Psilophyta. The Psilotaceae are leafless and rootless terrestrial or epiphytic homosporous, protostelic vascular plants comprising 2 genera and less than ten species. The free-living sporophytic plant body is a dichotomously branching stem consisting of a subterranean mycorrhizal rhizome and a green, photosynthetic aerial portion that bears very small nonvascularized scale-like flaps of tissue called enations and 2- 3-lobed eusporangia or synangia on very short lateral branches. The independent gametophytes are bisexual, subterranean, lack chlorophyll, and depend on a symbiotic fungus for survival. Biflagellated sperm produced in an antheridium must travel through a film of water to reach the egg of an archegonium in order to initiate the zygote that may develop into a new sporophyte individual.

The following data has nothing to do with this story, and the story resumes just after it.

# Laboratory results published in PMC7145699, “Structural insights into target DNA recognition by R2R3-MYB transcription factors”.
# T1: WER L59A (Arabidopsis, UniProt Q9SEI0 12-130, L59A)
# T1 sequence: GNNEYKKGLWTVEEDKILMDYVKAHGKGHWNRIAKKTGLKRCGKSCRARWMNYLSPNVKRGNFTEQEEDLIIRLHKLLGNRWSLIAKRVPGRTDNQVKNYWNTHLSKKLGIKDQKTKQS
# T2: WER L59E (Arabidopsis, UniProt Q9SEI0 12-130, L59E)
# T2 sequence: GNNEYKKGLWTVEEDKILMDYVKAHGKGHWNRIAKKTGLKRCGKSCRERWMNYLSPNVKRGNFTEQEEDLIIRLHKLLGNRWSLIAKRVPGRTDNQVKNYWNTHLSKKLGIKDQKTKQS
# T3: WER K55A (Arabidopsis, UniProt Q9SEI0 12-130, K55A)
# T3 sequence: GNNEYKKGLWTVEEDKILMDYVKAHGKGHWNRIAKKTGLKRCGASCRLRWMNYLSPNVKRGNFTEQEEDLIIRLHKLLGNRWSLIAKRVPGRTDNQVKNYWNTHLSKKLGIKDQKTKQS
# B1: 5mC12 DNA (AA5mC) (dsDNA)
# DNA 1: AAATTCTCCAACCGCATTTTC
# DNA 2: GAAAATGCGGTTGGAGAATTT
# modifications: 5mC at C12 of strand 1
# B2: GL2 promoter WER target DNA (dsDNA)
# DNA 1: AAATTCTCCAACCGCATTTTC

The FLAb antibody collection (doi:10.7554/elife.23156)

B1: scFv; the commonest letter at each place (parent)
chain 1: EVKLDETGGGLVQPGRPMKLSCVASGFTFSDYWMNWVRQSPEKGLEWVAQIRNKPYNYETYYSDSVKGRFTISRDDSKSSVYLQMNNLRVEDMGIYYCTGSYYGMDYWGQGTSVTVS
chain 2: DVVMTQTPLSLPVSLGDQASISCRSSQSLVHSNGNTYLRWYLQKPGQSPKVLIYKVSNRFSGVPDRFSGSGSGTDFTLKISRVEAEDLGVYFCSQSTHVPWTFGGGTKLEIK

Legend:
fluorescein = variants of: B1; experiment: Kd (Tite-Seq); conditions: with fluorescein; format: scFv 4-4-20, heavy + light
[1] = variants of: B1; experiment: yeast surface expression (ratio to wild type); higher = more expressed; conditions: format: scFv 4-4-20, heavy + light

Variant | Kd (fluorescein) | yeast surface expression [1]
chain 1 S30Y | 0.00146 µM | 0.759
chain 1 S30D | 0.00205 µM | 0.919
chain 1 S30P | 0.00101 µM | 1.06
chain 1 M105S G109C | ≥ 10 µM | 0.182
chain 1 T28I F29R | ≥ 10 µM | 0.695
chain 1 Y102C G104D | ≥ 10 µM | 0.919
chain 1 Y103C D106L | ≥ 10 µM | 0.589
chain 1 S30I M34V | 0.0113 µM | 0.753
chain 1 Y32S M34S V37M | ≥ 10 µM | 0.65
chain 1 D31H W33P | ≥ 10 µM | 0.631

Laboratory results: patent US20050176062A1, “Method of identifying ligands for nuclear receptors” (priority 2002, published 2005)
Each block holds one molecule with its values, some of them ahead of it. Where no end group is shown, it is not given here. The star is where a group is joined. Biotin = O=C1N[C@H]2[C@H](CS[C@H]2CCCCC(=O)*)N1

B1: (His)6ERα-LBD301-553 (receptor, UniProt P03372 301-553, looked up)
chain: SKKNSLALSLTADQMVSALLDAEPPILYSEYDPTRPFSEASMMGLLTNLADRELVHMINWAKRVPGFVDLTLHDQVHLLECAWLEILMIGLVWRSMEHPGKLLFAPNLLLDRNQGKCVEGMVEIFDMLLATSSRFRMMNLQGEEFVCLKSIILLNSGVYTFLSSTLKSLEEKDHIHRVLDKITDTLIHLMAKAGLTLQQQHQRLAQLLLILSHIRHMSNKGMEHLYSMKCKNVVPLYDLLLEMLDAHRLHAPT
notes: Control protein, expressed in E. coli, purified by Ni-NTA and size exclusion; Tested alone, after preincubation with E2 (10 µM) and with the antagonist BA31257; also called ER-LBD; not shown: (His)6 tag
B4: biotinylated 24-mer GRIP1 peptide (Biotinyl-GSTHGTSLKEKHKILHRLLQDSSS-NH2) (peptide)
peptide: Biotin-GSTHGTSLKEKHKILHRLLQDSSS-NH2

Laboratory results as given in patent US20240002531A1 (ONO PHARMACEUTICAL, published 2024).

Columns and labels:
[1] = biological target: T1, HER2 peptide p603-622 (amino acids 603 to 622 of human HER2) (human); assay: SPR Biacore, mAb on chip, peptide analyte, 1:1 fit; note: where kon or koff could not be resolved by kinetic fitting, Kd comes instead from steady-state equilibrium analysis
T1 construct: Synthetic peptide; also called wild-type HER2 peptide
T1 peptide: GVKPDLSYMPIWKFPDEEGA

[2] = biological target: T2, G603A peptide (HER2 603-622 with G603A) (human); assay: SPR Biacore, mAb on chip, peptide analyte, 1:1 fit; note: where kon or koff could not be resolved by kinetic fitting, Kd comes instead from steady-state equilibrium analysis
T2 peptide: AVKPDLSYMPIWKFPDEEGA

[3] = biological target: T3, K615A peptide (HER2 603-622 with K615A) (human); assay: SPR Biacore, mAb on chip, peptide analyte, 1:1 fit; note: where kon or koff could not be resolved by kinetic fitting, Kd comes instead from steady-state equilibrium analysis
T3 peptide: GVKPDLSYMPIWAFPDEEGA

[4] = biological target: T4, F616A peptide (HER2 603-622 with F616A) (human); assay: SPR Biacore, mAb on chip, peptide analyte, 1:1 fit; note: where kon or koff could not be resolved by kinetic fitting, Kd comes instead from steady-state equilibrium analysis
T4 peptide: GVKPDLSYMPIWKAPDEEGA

Each "thumbnail" image below is linked to a larger photograph.
|Psilotum nudum, moa or whisk fern. This is one of two species of the genus that are native to the Hawaiian Islands. Note the dichotomously branching stem, minute enations, and lateral synangia which release hundreds of white spores. The Hawaiians collected large quantities of these spores and used them like talcum powder. Note that each synangium consists of 3 fused eusporangia on a very short lateral branch.|
|Psilotum complanatum, moa, moa nahele, pipi, o'o moa, 1,2 - Volcano, Hawai'i.|
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